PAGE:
Tech giants are asking the government to declare a digital emergency in Pakistan in order to bring long-term transformation.
The tech giant, while demanding to declare a “Digital Emergency” in Pakistan, urged the government to go for long-term transformation instead of moving ahead with “Ban-Astan”. According to them, it would splash down many taxation layers, also will provide equal opportunities to women, and will protect the data to ensure a paradigm shift in Pakistan.
This discussion was conducted on Monday in the meeting, titled “Connecting People: COVID-19 lessons for digital policy”, organized in Islamabad. Different stakeholders of the digital industry at Tabadlab’s policy were present.
“We are not moving forward rather lagging behind on digital transformation agenda as the country might be known as “Ban-Astan” but we need to open up in order to reap the real benefits. There is the potential of $45 billion for financial digital inclusion but there is a need for long-term policy perspective.”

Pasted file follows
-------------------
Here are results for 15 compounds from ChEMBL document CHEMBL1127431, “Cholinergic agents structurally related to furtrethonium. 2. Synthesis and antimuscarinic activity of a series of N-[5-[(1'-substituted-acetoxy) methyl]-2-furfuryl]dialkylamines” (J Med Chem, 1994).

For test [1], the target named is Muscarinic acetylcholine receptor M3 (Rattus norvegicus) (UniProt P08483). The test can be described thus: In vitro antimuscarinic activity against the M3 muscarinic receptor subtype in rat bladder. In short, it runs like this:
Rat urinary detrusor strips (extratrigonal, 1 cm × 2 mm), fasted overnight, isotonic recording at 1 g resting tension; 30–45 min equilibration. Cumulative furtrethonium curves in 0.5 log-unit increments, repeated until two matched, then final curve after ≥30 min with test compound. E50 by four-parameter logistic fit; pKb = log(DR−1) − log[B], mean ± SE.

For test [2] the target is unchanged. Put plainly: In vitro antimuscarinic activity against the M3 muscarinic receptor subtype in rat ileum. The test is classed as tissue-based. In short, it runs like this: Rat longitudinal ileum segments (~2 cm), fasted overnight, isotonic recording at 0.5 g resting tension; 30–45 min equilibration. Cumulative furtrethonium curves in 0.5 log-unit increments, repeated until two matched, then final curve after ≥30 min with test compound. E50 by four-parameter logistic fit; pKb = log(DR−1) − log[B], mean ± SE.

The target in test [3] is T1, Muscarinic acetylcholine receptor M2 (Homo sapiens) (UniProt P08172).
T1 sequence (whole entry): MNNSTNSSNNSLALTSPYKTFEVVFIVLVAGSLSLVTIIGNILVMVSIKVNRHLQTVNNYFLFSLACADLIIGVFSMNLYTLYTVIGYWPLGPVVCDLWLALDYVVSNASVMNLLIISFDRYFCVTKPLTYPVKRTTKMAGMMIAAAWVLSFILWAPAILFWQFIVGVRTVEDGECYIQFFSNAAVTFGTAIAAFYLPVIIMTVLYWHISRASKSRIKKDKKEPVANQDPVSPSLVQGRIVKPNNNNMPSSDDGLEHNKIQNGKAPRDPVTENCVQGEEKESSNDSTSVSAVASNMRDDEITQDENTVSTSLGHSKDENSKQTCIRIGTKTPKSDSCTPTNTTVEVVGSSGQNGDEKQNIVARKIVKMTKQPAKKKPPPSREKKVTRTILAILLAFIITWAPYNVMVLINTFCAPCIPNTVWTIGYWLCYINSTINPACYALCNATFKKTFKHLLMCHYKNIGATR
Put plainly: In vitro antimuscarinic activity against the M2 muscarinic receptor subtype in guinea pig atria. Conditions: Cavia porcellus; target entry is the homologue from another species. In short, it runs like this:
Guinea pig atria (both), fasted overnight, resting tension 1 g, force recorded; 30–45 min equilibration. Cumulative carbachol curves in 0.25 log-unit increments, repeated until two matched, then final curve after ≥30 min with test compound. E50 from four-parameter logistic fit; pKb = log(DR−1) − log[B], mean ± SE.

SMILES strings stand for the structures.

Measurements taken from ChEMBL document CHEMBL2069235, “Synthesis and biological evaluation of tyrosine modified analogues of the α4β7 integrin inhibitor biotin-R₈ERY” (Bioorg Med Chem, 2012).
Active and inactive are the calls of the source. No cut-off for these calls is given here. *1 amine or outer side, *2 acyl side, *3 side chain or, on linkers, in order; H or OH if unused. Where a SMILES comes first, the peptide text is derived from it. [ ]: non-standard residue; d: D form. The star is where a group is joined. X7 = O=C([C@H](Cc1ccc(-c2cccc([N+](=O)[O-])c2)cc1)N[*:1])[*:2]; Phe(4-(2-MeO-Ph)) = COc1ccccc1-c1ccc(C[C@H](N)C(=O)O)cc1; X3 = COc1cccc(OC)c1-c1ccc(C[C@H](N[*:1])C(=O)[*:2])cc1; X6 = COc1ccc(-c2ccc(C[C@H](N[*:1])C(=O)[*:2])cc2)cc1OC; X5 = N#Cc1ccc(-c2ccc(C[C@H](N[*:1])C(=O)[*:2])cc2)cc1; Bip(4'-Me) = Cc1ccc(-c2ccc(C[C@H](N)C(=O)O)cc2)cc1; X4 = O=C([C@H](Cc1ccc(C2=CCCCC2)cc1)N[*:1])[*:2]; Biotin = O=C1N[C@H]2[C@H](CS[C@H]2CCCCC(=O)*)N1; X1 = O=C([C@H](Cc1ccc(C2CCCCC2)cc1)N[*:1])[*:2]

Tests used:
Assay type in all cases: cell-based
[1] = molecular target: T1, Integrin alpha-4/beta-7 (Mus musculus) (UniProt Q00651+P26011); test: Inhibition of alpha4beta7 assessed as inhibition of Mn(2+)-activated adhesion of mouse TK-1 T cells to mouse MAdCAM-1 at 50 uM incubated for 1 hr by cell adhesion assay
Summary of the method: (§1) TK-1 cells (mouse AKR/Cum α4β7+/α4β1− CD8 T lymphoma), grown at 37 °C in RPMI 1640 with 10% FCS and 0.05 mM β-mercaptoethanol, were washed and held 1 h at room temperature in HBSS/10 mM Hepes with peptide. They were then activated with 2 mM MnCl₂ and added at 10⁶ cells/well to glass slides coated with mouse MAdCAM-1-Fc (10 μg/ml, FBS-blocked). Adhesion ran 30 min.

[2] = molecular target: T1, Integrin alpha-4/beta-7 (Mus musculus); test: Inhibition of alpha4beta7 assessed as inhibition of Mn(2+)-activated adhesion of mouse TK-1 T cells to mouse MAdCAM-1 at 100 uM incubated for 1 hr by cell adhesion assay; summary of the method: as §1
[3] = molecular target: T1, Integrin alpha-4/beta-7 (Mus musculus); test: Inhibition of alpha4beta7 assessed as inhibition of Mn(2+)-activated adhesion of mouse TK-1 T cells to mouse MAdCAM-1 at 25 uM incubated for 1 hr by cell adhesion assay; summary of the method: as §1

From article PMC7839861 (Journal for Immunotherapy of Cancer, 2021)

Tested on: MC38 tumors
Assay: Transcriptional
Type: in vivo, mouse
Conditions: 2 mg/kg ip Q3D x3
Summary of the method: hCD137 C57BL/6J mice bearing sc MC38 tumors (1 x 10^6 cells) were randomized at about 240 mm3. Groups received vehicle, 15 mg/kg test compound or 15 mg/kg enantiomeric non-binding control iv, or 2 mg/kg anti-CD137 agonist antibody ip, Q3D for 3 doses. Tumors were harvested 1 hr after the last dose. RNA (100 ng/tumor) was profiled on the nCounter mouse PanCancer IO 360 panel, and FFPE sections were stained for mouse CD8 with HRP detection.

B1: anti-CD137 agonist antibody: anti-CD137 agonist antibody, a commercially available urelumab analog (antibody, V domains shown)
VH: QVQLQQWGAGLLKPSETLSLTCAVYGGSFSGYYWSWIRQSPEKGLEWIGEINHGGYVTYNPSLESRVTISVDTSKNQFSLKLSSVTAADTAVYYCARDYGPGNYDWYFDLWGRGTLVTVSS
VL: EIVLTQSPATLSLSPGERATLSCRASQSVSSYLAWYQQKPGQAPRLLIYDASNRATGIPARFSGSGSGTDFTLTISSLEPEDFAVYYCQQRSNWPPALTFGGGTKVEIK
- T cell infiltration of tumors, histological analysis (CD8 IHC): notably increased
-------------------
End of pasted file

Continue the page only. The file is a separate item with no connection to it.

They added, “Instead of strangulating the golden eggs, the telecom sector must allow contributing for bringing value addition into the economy”
They also said that as coronavirus had been a hurdle in boosting the digital transformation of the country, now is the utmost need for strategic reforms. Also, the government should change its mindset to sustainably capitalize on the digital potential of Pakistan.
The discussion on digital emergency in Pakistan was carried among different stakeholders, including Aamir Ibrahim (CEO, Jazz), Irfan Wahab (CEO, Telenor), Jehan Ara (CEO, The Nest I/O), Naureen Hayat (Co-founder Tez Financial Services), and representing the government, Amer Hashmi (chairperson of the Special Technology Zones Authority). The roundtable was hosted by Mosharraf Zaidi, a senior fellow at Tabadlab.
Amer Hashmi, chairperson, Special Technology Zones Authority said, “The state, as per our Constitution, has to be the leader in this digital transformation. It has the financial resources, the land allocation, the people and access to global markets”
Meanwhile, Jazz CEO Aamir Ibrahim added, “As long as we continue to think that telecom companies are rich and we should milk them for taxes, we’re never going to think about the future. This is the inherent disconnect between the three key stakeholders: the investors or operators, the governments, and the end-users, who want the best service for free”.